Kyle played in all 13 games at Notre Dame his true freshman season allowing a reception every 34.9 coverage snaps which was 35th nationally among safeties and 2nd among all freshmen college players. Here he steps in the path of a pass early in the game against Purdue breaking up an easy completion. It’s nice to be 6’ 4” on this play.

This is early in the game (in fact the 1st possession) with Hamilton over top of the slot receiver Hamilton is excellent in coverage with oily hips to stay connected to receivers throughout the pattern. This is truly unique for such a tall defender especially at his weight. This is zone coverage. I think the QB thought this was man coverage and that Hamilton would run with the slot receiver. This is an early season game, but it is a defense that Notre Dame used quite frequently.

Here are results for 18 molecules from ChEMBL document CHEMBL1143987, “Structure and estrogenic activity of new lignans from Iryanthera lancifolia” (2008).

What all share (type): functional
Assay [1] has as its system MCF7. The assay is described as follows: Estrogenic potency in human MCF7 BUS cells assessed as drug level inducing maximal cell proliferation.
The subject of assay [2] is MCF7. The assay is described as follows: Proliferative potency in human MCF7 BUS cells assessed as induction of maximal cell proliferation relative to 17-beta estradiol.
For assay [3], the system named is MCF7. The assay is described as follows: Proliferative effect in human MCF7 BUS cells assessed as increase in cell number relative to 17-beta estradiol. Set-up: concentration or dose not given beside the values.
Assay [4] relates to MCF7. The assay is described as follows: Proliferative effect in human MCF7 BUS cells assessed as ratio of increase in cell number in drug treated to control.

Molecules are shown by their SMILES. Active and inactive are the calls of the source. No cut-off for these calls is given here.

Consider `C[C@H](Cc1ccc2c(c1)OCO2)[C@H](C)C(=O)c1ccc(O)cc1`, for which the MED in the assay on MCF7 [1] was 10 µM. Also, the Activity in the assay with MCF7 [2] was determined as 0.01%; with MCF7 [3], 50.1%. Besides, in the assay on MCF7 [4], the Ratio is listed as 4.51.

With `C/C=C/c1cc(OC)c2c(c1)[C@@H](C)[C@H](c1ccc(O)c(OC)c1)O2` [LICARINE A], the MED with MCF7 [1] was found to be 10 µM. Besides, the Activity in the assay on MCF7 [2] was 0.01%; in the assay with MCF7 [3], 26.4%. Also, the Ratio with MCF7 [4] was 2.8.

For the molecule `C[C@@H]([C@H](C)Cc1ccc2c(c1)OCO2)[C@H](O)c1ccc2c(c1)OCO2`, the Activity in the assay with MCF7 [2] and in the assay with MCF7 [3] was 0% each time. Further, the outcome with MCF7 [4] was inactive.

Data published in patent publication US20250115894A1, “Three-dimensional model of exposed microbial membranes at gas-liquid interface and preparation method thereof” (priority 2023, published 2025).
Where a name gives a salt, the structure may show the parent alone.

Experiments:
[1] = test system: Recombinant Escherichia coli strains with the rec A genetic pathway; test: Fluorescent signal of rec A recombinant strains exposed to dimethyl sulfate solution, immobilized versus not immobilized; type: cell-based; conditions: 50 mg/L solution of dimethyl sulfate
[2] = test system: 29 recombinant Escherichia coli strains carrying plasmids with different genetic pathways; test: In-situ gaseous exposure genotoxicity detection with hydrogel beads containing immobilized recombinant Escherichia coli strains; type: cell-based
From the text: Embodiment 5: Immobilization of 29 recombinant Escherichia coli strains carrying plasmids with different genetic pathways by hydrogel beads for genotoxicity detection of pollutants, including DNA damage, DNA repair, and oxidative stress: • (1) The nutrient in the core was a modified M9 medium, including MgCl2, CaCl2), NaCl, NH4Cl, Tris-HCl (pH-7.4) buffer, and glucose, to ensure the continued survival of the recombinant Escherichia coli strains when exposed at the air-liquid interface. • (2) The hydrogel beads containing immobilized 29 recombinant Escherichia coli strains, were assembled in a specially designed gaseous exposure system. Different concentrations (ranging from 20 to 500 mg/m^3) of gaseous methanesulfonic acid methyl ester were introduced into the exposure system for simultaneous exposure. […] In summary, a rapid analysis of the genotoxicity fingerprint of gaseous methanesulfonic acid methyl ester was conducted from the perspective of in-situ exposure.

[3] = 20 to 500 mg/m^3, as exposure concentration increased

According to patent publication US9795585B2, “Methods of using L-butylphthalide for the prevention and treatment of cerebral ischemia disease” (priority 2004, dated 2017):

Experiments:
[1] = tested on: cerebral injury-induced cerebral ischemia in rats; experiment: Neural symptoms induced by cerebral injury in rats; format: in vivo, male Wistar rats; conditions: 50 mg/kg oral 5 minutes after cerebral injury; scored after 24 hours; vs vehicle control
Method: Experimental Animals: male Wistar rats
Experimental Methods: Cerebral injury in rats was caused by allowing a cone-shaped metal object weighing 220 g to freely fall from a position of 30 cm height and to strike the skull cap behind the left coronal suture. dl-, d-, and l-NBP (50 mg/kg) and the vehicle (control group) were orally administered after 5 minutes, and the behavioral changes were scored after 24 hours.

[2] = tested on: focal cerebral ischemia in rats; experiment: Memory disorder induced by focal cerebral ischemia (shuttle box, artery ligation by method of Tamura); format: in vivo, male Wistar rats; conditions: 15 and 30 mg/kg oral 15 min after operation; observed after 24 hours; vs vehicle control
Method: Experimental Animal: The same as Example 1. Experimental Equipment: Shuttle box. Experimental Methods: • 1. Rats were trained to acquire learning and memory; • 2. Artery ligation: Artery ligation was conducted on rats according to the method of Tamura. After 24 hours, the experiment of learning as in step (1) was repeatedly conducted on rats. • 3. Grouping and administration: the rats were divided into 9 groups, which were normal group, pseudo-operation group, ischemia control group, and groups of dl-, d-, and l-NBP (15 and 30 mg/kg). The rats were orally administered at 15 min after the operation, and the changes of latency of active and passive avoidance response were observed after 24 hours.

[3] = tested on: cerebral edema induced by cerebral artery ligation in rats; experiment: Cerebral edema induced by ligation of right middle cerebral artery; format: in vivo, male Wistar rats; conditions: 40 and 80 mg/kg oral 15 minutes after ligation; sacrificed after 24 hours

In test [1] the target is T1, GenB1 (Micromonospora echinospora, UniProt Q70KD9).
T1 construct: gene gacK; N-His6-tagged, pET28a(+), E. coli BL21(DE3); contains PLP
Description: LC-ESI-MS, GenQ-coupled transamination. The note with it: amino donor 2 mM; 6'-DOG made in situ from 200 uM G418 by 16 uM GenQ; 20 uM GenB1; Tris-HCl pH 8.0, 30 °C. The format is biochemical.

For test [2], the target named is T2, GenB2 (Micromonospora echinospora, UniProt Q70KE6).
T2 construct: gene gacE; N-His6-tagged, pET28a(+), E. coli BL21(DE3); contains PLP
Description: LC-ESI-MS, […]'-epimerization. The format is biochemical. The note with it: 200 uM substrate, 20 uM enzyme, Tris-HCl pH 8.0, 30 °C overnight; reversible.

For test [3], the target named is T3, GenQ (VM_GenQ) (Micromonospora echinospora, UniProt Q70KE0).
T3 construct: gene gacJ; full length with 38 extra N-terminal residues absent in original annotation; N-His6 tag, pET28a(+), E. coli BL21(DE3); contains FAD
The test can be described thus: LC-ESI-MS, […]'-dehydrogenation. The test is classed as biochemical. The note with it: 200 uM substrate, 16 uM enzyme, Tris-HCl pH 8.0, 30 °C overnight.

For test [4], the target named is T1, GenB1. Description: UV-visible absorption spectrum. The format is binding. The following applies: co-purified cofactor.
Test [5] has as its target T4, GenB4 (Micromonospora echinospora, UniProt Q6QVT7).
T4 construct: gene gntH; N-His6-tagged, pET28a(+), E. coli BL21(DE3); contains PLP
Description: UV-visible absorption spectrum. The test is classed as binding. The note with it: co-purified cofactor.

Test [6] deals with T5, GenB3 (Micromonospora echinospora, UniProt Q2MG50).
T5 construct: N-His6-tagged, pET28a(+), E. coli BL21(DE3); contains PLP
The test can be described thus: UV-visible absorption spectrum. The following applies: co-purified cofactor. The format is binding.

Hamilton was still working himself back into shape at this point. He injured an ankle in the first game his sophomore year against Duke, and it nagged him the entire year. In the offseason he had surgery to rectify the situation. He had to miss part of the Duke game and the entire USF game. He also was ejected for targeting in the first half of the North Carolina game. He still was named a first-team All-American by the Football Writers Association of America, a second-team All-American by the American Football Coaches Association and the Walter Camp Foundation, and a third-team All-American by the Associated Press.